Microsoft – Inremental innovation as well as integrated innovation

Microsoft has made much of its “integrated innovation” value proposition.  But for many enterprises its incremental release of feature packs is probably of more interest.  This is evident when you look at both XP and 2003 Server, but 2003 server is the more impressive of the two. 

So far Microsoft have released the following feature packs:

Automated Deployment Services (ADS). Available as a download, ADS for Windows Server 2003, Enterprise Edition, includes a new set of imaging tools that enable you to automate the deployment of Microsoft operating systems.

Active Directory Application Mode (ADAM). For organizations that require flexible support for directory-enabled applications, ADAM is a breakthrough in directory services technology based on the Lightweight Directory Access Protocol (LDAP).

File Replication Services (FRS) Monitoring Tools. A number of tools are available for managing FRS, the replication engine that keeps Distributed File System (DFS) shares synchronized, including both continuous monitoring tools, such as Ultrasound and Sonar, and snapshot troubleshooting tools such as FRSDiag.

Group Policy Management Console (GPMC). GPMC simplifies the management of Group Policy by making it easier to understand, deploy, manage, and troubleshoot Group Policy implementations.

Identity integration. Identity Integration Feature Pack for Microsoft Windows Server Active Directory manages identities and coordinates user details across Active Directory, ADAM, Microsoft Exchange 2000 Server, and Exchange Server 2003 implementations, enabling you to combine identity information for a given user or resource into a single, logical view.

iSCSI support. Available as a free download, the Internet Small Computer System Interface (iSCSI) software initiator package works with the Windows platform to help provide low-cost, highly efficient IP-based storage area networks (SANs).

Windows SharePoint Services. Windows SharePoint Services sites take file storage to a new level, providing communities for team collaboration and making it easy for users to work together on documents, tasks, contacts, events, and other information.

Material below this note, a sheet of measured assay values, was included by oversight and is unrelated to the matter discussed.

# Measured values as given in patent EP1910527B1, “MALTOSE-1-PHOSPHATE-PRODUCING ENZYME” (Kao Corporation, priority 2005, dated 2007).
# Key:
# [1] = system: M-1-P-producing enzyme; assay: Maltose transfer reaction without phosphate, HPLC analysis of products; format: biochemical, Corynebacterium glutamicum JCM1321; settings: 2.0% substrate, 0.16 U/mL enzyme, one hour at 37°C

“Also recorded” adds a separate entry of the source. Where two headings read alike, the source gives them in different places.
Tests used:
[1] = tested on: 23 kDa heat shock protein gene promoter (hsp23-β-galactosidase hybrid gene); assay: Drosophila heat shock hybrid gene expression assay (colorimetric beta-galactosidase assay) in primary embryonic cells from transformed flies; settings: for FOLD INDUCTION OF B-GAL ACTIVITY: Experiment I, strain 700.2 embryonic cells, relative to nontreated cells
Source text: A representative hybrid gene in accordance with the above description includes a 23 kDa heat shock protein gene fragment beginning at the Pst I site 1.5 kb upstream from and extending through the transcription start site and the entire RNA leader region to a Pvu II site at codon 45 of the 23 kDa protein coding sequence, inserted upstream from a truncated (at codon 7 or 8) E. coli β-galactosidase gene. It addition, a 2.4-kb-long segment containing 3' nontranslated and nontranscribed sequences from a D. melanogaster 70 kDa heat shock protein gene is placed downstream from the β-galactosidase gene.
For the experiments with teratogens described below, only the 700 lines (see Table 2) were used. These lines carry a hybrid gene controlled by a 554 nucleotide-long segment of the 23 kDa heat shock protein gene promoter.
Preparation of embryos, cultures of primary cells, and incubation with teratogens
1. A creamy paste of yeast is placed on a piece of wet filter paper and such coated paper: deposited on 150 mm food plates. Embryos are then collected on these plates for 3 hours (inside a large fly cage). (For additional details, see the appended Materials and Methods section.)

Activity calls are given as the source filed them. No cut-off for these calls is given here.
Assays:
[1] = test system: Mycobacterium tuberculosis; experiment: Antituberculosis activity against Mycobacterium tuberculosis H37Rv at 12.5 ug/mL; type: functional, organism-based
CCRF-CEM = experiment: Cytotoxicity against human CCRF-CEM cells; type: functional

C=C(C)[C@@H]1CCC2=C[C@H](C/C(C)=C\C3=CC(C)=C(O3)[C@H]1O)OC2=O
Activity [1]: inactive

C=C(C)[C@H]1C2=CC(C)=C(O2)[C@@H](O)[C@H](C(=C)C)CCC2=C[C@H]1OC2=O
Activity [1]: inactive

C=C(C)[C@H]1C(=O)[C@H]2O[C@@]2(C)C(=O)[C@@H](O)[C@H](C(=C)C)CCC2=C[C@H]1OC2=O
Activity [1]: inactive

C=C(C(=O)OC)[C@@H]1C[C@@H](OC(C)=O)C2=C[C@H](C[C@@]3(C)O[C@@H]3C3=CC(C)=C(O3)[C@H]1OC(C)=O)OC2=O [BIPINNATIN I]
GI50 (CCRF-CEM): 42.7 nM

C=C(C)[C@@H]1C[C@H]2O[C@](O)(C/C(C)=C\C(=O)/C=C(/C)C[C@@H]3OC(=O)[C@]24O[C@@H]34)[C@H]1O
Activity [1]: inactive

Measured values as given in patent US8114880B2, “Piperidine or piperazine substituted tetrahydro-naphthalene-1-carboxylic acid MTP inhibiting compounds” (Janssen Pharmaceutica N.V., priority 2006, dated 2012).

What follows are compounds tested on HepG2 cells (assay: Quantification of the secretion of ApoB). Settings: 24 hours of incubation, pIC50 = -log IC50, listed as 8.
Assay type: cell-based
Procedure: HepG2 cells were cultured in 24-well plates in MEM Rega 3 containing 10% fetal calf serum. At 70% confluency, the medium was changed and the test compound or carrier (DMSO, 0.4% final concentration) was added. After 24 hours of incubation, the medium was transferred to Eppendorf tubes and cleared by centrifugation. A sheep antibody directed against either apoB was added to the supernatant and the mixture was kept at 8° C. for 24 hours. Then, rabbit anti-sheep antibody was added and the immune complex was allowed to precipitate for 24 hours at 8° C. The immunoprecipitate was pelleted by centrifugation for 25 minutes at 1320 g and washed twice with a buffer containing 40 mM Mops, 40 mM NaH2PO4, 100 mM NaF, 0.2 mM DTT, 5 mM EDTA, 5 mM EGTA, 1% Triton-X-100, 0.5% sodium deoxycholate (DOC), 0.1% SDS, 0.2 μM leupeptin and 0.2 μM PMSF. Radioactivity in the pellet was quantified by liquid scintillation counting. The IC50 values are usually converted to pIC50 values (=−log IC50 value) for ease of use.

Services for UNIX 3.5. Available as a free download, Services for UNIX 3.5 provides services that enable seamless interoperability with UNIX servers, such as an NFS and NIS server, as well as tools and services to help customers migrate applications from UNIX to Windows.

Windows Rights Management Services (RMS). A milestone of trustworthy computing, RMS is an information protection technology that works with RMS-enabled applications to help safeguard digital information from unauthorized use.

Microsoft plan a number of additions over the next 2 years, whilst we wait with baited breath for Longhorn.

Second Half 2004: Windows Server 2003 Service Pack 1 and Windows Server 2003 64-bit betas
First Half 2005: Windows Server 2003 Service Pack 1, Windows Server 2003 64-bit Editions and Windows Update Services
Second Half 2005: Windows Server 2003 R2, Windows Storage Server R2, Windows Server 2003 High Performance Edition and Windows “Longhorn” Server Beta 1
2006: Windows Server 2003 Service Pack 2 and Windows “Longhorn” Server Beta 2
2007: Windows “Longhorn” Server

It looks like Microsoft is learning three difficult lessons, first it needs to keep its volume licence holders happy, second enterprises don’t like big changes and finally – maybe those Unix/Linux had something with their modular architecture after all!  For more details check out Microsoft’s site here.


Steve Richards

I'm retired from work as a business and IT strategist. now I'm travelling, hiking, cycling, swimming, reading, gardening, learning, writing this blog and generally enjoying good times with friends and family

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